Page 4, 24th August 1951

24th August 1951
Page 4
Page 4, 24th August 1951 — Edinburgh Festival
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Edinburgh Festival

By W. J. IGOE

THE DUBLIN PLAYERS

(THE LAURISTON HALL, EDINBURGH)

E DI N BU RGH and Vienna are the RV° most beautiful cities in Europe. Each has pattern and design.

Not only the natural prejudice of a Scotsman suggests that " Auld Reekie" has the advantage of the Austrian capital because of its setting. The one elegantly sprawls like a necklace encircling a handful of jewels; Edinburgh reaches to the sky, a rude and noble work of sculpture carved from living stone that still retains its native hues.

It is Scottish and yet, as no other in this island, European. Its origin is pre-Christian; its story-could inspire great bards. Mr. D. B. Wyndham Lewis, in his biography of Ronsard, describes Edinburgh at the time of the last Queen of Scotland, Mary Stewart, who was martyred for her Faith and took, one sometimes thinks. all the grace of Christendom, all the beauty of Catholicism then passed with her, leaving only the beauty and terror of the country as God made it, before the redemption: and the people with their native virtues of honesty of thought and integrity of purpose. intellectually split, spiritually embittered by the provincial knave, local agitator and squalid blackguard. John Knox.

It is a • salutary meditation for Scotch Catholics that the good God loved Knox.

ANION(' the things thus stifled at the birth of the new age in Scotland was the theatre. For centuries we had no national drama; it is only within living memory that the works of men like James Bridle, Eric Linklatei, the author of Jamie the Sar, Inc Corric and that paradoxical genius, as Irish as the Glens of Antrim, Paul Vincent Carroll, have expressed our people's tragedy and comedy in the playhouse.

The Edinburgh Festival. justly famous—there never was such a city for a festival of the arts—while it has gathered dramatic talent from all the world and given it a stage, has been deficient in presenting native plays older than the century.

The Three Estates, a work of some interest to students andno little theatrical value. is misleading in that it is necessary to cut it for contentporary presentation, and it gives a view of the Catholic Church provin cial in time. It is caricatures in pastiche. ind misleading. Douglas, offered last year, is a piece of fustian chiefly notable for the reaction of a lady in the gallery at its performance in Edinburgh be Mrs. Siddons; local patriotism, not a delicate critical faculty. prompted this dame's enquiry: " Whatir's your Wullic Shakespeare, noo?"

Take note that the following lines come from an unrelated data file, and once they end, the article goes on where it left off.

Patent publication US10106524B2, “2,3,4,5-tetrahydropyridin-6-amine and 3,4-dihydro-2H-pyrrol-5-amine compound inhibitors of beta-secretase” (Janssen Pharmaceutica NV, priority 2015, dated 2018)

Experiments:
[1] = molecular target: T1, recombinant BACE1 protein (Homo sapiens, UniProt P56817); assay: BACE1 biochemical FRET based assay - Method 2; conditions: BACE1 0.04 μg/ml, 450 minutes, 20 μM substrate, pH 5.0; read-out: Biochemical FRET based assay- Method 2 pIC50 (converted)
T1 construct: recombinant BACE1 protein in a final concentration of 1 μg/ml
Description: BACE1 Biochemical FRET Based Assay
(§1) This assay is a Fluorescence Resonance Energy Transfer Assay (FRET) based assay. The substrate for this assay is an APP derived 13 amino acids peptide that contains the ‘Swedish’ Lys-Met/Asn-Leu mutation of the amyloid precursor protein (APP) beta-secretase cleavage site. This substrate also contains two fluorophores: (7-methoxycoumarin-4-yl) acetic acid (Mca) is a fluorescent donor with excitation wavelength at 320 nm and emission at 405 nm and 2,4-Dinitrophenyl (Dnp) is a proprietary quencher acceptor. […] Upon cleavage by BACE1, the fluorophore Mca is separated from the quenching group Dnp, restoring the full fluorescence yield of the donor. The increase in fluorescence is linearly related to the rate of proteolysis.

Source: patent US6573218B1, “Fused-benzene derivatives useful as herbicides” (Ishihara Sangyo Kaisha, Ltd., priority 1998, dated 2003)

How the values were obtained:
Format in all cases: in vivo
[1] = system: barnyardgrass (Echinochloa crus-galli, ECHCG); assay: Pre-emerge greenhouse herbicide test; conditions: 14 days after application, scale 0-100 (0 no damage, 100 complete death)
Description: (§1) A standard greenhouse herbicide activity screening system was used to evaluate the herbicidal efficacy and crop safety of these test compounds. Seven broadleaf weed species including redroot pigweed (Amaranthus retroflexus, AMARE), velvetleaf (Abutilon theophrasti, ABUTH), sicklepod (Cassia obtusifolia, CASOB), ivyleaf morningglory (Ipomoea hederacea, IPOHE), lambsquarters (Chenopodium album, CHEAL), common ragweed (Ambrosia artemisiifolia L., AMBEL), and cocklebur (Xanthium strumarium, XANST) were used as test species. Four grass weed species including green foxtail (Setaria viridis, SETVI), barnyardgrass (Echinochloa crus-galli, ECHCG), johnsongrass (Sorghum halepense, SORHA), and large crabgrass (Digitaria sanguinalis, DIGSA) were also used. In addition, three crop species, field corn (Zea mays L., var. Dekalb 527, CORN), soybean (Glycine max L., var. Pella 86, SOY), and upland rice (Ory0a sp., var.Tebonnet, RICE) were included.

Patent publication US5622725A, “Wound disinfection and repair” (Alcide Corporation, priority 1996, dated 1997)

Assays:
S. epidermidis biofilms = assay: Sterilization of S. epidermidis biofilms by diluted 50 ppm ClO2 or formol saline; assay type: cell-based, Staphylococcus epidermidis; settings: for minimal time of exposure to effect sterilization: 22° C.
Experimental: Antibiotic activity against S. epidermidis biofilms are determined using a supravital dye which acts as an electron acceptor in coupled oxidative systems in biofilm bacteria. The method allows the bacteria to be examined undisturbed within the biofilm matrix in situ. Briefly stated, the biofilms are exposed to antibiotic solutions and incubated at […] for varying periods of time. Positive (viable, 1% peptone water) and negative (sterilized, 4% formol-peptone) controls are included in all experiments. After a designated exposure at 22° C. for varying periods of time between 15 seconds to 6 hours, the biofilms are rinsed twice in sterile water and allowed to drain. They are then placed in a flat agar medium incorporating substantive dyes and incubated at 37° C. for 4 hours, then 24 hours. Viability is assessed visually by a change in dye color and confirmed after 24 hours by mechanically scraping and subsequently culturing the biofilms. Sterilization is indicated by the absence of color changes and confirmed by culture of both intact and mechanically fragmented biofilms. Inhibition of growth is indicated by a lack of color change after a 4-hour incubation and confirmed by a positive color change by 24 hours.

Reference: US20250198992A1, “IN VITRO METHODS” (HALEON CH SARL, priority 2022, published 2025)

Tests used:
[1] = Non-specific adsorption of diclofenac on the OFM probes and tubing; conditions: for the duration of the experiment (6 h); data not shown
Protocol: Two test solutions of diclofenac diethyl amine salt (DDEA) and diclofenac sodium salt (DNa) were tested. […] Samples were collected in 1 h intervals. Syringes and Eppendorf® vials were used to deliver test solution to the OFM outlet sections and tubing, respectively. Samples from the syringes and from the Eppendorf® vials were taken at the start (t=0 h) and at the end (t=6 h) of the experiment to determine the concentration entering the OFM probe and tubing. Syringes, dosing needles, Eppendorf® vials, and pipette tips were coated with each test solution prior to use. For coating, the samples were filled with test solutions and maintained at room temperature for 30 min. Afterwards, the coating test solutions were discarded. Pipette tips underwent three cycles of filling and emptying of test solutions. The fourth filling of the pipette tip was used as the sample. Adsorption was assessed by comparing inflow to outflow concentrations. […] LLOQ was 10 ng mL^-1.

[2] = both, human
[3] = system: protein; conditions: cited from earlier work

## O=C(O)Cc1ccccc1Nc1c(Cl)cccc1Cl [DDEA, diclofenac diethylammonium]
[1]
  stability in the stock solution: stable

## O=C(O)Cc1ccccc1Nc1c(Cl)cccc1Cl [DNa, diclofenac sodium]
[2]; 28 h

THE modern Scottish theatre is healthy, owing something to the Abbey Theatre in Dublin, with which spiritually and intellectually the Scottish actor has much in common. Personality is more self-consciously national in our two countries. And we are Celtic peoples.

One therefore applauds the Catholics responsible for inviting Mr. Lennox Robinson and a company of Dublin Players, led by Mr. Denis O'Dea and Miss Siobhan McKenna to Edinburgh this year.

It would be impertinence to state the obvious; performers from the great theatre do honour to Edin burgh by playing there. But the choice of plays is, I feel, peculiarly interesting.

The Playboy of the Western World is one of the two great masterpieces of drama written in English since Shakespeare, the other being Juno and the Payeock. Synge's work. and Mr. Robinson's own The whireheaded Boy and Yeat's Caithlin Ni Houlihan will make the Scottish programmes. As a representation of the Irish theatre in the last fifty years this could not he bettered.




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